We knew John Fox’s wonderful writing before we knew the man, and we use his book ‘Finding What You Didn’t Lose‘ on our mindful writing ecourses. He works in a similar field to us – where the written word and healing overlap, and where the magic happens. We feel very privileged to welcome him to our series of creativity interviews today.
Welcome, John. What drives your creative work?
It feeds me with meaning and that gives me the ballast and joy of adventure and an even keel to journey further.
There is a calling as a service and to fulfill that calling is satisfying and expansive. There is a lot of fun involved, a lot of beauty. It is also driven or impacted greatly by broken-heartedness – but with the poetry, I carry an awareness that creativity allows for the possibility to break open rather than only fall apart.
What would you say to yourself if you could go back in time and meet yourself at the beginning of your creative career?
I’m in slight wondering with myself about this question — because I am not convinced that I know, would know, what to say to myself that would be useful! I am not sure I would want to clear up my challenges or even doubts with any “sage” advice. I want to learn to trust my own steps most of the way.
However… As far as my creative career I might go back to visit myself in Miss Watkins 2nd grade class and say “Don’t listen to that art teacher, Miss K. tell you “You will never be an artist.” I would further say, “She has no right to say such a thing to a 7 year old boy. I want you to have fun with art.” I suppose it’s Miss K. whom I would really like to talk with…tell her it was damaging to get that message so young.
I’d like to be a witness to my self, I’d like to learn from my self back then and love my self.
How do you keep creating when things get difficult?
I keep creating because difficulty is a catalyst for writing.
It is also okay to rest and breathe for a while. There is a spirit of creativity — rather than the direct action of creativity — by allowing oneself to rest and breathe I allow myself to compost what has changed, has fallen away, and in the process, recharge.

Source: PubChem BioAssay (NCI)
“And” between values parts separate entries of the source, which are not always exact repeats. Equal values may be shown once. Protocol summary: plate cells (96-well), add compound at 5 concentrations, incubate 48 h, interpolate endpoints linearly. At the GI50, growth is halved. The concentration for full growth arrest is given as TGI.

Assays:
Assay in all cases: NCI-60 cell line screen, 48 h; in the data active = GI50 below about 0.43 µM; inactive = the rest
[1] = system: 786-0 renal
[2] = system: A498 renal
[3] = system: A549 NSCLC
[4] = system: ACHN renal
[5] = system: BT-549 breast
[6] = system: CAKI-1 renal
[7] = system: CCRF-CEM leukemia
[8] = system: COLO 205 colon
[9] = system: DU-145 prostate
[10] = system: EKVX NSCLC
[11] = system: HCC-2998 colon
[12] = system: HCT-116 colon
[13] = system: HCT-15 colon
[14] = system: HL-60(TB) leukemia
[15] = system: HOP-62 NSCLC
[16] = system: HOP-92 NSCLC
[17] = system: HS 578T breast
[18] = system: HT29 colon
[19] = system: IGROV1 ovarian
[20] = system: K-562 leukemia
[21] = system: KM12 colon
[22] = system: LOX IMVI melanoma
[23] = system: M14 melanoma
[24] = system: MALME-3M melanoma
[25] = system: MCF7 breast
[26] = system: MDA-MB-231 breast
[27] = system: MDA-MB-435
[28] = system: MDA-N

How does your creative work affect the rest of your life?
It seems to be all of a piece.
But if I understand “rest of my life” to mean friendships, leading a non profit I founded, other enjoyments like baseball, political interests, social justice interests, environmental interests, spiritual commitment, making my way through chores and all the particulars of my “to do lists” and daily errands — then I experience that creative work as something essential that helps me be interested in people, in how they are — in this planet as a healthy just place, and in that, I find that the purpose of living, when rooted in that creative/healing work, is well-worth the challenges that I and that we as a community face.
What is it like to send your work out into the world?
There is a joy in it, naturally, and a surprise.
The joy is to know that it makes a difference in people’s lives and the surprise comes from learning how. Surprise also in the fact that it happens at all!
And on another level it reminds me not to take anything for granted…especially knowing that it makes a difference, how it does that, knowing I had the courage to take one step and then the next in the creative process, for all of that, I am grateful.
What was the best advice anyone gave to you?
With regards to writing, in 11th grade I was applying to attend Boston University to study English/Creative Writing. That was 1973 before MFA programs. I sent some poems at that time to the Director of Creative Writing, George Starbuck. Mr. Starbuck had been director at University of Iowa which was renowned as a place for writers.
So I sent these poems, it seems almost ridiculously at that age. However, I got a letter back from George Starbuck on Boston University stationery and he wrote: “It takes a long time of getting to know someone before you can make helpful comments about their writing.”
Another poetry teacher at Bard College – I transferred there after two years at Boston University. I changed schools because the largeness of B. U. was overwhelming and also because the other premiere poetry teacher, Anne Sexton, committed suicide at the beginning of my sophomore year at B.U.
At Bard, Robert Kelly would say that people don’t write for two reasons: 1.) They do not want to write or 2.) Because they do not trust themselves.
I have appreciated these respectful and empowering statements. I suppose that I have spent a career focusing on the enhancement and nurturing of trust.
Then there is some life “advice” I want to mention. In the midst of a emotional and spiritual shattering over the amputation of my leg at eighteen, I was being helped by the spiritual teacher, Ram Dass.
Ram Dass and I were standing on the street corner at Beacon Street and Commonwealth Avenue at Kenmore Square in Boston. I was in a real state of meltdown, quite frightened, absolutely torn away from God, whatever I thought that meant.
Ram Dass looked at me directly and said with a deep fierceness, “You couldn’t get away if you tried.”
I didn’t know it at the time but in retrospect I understand him to mean, I had to live through my life. I couldn’t escape my life.
What helps you to pay attention to the world?
What helps me is not wanting to miss anything.
What helps me is loving it.
John Fox is a poet and certified poetry therapist. He is author of Poetic Medicine: The Healing Art of Poem-making and Finding What You Didn’t Lose: Expressing Your Truth and Creativity Through Poem-Making and numerous essays. His work is featured in the PBS documentary, Healing Words: Poetry and Medicine. John has brought poetry as healer to medical schools and hospitals through the United States. He has taught in Ireland, England, Israel, Kuwait, South Korea and Canada. John lives in Mountain View, California. You can find out more about his work at www.poeticmedicine.org.